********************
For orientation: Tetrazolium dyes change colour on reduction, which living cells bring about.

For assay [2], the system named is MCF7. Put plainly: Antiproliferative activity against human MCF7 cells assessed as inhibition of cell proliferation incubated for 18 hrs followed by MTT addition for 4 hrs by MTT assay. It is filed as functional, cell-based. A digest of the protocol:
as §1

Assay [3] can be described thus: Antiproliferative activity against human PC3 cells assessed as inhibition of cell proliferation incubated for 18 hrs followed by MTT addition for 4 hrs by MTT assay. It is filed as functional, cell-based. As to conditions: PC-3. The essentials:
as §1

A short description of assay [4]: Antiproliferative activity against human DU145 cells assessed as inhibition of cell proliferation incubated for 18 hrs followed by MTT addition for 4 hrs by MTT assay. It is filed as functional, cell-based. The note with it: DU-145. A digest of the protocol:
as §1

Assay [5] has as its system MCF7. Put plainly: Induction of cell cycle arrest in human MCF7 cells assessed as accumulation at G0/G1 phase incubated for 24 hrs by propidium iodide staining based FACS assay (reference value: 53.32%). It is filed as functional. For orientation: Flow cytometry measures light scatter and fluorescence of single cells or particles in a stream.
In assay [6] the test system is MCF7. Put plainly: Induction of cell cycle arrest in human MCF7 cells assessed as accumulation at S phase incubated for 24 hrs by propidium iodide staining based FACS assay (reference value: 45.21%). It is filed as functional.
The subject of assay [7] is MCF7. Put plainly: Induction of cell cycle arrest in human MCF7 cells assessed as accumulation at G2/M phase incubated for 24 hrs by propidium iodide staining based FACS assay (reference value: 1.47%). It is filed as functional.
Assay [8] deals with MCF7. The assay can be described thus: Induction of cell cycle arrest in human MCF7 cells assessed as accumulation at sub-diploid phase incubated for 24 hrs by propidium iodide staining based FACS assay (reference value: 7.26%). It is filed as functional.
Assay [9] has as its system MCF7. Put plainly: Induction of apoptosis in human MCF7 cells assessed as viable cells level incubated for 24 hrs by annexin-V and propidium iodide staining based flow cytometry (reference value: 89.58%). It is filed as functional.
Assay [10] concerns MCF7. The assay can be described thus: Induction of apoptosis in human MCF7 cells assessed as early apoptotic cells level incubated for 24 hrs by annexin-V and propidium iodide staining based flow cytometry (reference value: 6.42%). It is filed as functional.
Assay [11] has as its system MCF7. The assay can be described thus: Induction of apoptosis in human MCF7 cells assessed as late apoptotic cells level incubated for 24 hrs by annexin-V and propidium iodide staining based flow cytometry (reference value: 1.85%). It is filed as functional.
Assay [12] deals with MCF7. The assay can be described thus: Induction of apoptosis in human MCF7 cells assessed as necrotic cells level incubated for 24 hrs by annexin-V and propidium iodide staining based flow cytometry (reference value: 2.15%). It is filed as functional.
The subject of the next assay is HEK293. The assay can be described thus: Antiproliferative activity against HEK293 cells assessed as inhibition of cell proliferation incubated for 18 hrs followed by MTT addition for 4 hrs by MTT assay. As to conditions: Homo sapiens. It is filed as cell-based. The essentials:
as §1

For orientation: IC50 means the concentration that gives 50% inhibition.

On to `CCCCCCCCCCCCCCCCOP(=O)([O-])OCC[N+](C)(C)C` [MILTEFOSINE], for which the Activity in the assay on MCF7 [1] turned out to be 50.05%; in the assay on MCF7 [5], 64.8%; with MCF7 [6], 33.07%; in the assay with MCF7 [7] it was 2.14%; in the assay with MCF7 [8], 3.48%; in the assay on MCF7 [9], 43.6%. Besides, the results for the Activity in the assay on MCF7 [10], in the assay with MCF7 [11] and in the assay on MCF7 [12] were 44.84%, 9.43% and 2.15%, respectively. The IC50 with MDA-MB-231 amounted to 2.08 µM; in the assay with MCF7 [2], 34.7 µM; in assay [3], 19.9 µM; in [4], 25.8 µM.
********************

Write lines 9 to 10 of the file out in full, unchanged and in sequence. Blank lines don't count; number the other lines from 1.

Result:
In assay [6] the test system is MCF7. Put plainly: Induction of cell cycle arrest in human MCF7 cells assessed as accumulation at S phase incubated for 24 hrs by propidium iodide staining based FACS assay (reference value: 45.21%). It is filed as functional.
The subject of assay [7] is MCF7. Put plainly: Induction of cell cycle arrest in human MCF7 cells assessed as accumulation at G2/M phase incubated for 24 hrs by propidium iodide staining based FACS assay (reference value: 1.47%). It is filed as functional.